Beginners Guide to Managed Funds

What is a fund?

Funds are an easy way to invest your money no matter whether you are new to the world of investing or have been in the game for years. They are a convenient way to diversify across a various amount of investments and give you access to the experience of a professional fund manager who will be able to help you with all of your fund related questions and queries, you can find fund managers at websites like FundCalibre who will give you all the information you need about funds.

A fund will gather money from a large amount of different investors who will trust the fund manager to invest it on their behalf. You can choose to invest in various types of types of assets such as shares, bonds or property.

Types of funds

  • Open Ended Fund – Which allows you to buy and sell shares of the fund at any time without penalty. They may offer new shares of the funds at any time to users.
  • Closed Fund – Which offers the opportunity to purchase shares in the fund when it first opens. If you want to sell the shares at some point, you do at a discounted price that is usually lower than retail value for what you have in the fund.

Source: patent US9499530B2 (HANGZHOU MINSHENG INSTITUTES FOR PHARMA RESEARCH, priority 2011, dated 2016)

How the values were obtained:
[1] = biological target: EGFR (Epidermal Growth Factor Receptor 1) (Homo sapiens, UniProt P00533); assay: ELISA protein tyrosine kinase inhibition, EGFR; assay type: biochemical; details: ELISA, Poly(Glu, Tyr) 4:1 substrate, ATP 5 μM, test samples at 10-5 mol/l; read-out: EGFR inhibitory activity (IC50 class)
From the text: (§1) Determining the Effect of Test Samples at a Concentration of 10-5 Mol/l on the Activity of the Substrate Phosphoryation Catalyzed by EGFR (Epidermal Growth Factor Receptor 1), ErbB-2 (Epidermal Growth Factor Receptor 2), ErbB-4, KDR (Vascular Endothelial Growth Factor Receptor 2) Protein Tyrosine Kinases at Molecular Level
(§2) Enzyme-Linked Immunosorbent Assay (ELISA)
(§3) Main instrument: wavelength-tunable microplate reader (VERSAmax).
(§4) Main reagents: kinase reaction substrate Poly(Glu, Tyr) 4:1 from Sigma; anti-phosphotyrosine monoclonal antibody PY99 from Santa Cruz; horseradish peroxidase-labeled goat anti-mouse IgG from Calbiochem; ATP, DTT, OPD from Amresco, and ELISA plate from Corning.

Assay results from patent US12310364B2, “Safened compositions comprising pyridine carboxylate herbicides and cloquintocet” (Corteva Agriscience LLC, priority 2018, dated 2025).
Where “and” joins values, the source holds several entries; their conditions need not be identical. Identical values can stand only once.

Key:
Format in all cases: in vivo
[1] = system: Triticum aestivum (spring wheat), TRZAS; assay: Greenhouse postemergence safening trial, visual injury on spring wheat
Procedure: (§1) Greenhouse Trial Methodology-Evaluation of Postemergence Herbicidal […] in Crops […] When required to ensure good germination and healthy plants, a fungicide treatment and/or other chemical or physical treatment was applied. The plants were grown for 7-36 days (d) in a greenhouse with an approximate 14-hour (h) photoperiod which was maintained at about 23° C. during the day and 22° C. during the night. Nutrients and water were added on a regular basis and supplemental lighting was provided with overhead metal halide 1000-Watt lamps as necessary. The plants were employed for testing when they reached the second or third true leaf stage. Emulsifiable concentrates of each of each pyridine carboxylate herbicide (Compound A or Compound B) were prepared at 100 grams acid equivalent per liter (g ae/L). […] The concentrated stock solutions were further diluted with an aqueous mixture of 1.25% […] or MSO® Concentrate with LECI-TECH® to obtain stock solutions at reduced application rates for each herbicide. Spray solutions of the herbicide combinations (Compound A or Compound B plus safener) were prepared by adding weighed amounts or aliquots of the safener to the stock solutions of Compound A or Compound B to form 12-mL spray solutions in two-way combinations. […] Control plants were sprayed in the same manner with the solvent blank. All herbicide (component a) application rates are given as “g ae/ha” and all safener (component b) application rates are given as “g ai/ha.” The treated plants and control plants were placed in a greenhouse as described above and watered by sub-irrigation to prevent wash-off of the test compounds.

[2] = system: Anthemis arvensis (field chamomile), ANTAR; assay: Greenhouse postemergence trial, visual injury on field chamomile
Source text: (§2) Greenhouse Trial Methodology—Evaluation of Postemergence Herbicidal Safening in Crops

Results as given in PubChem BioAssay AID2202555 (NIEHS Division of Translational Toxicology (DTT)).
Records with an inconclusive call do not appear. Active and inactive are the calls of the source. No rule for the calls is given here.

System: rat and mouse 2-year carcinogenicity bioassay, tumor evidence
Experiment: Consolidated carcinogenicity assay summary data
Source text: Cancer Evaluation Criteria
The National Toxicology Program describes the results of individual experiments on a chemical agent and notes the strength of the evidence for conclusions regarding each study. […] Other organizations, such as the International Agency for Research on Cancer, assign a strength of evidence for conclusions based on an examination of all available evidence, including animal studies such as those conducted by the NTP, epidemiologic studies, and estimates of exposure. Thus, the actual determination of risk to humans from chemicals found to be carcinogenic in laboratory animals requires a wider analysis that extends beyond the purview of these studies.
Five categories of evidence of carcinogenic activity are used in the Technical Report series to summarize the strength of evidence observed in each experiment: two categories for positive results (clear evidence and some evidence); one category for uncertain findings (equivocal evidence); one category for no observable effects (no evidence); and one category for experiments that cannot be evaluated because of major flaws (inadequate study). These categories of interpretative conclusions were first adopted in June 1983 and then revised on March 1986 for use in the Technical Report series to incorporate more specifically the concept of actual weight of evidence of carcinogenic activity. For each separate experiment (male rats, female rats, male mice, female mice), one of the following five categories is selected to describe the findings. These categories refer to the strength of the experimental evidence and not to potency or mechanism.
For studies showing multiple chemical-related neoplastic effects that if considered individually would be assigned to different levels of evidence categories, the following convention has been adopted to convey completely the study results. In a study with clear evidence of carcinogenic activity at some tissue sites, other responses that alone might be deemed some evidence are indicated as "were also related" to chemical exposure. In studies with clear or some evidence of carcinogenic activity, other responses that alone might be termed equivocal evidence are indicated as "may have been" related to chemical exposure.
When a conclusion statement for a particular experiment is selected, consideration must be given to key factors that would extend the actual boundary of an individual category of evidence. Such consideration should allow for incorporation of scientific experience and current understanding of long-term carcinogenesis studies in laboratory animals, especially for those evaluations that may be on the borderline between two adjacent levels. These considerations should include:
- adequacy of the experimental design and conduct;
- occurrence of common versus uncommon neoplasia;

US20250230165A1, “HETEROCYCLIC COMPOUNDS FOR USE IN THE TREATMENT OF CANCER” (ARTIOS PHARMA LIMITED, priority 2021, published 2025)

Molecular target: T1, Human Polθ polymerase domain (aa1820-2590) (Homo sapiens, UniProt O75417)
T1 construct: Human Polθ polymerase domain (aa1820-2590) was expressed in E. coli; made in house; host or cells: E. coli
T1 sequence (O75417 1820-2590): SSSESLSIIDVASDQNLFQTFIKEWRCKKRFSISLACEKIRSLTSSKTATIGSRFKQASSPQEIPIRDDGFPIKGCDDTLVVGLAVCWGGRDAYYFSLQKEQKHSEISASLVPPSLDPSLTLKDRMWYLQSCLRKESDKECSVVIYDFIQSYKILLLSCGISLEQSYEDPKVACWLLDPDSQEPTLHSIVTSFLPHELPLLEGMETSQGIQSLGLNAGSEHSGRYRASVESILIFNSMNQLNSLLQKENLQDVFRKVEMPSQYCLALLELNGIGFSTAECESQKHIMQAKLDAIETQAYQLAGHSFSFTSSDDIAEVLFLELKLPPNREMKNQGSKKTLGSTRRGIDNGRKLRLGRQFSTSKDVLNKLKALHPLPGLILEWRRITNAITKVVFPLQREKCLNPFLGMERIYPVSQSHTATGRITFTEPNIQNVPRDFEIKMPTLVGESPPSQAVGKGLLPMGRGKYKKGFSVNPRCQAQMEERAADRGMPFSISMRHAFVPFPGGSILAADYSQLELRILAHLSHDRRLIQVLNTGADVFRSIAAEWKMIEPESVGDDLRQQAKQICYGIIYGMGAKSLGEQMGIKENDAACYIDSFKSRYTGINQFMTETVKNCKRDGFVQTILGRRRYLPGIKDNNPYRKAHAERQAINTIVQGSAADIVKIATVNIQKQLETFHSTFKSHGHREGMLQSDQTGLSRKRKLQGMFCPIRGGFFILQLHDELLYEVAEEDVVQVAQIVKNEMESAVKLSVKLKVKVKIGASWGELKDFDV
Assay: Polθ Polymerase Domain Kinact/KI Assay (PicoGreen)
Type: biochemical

• A Bond Fund – Which usually invests in one or two of the various types of bonds. These can include government bonds and junk bonds.
  • Money Market Fund – Which invests in securities and works to keep the shares at a value of about £1 each. They are open-ended funds, and some people will use them similarly to savings account.
  • Stock Fund – Which mainly trades in different shares of companies. A good fund will diversify the shares over several different types of companies to help reduce the risk

How to choose a fund?

Decide where you are going to allocate your assets first – how much are you going to invest in equities, bonds, property etc.

Now choose what mixture of funds you want within each asset.

Even within each sector, there are a wide variety of investment styles and methods. For example, within the UK equity asset class, special situations, recovery funds or those with a small or mid cap bias are likely to outperform in rising markets. Although, they may well lose more money in falling markets. Large cap biased funds and equity income funds tend to do better in more difficult markets.

Decide these sorts of things before you even look at any fund data. Write it down so you can compare any funds you identify against your criteria.

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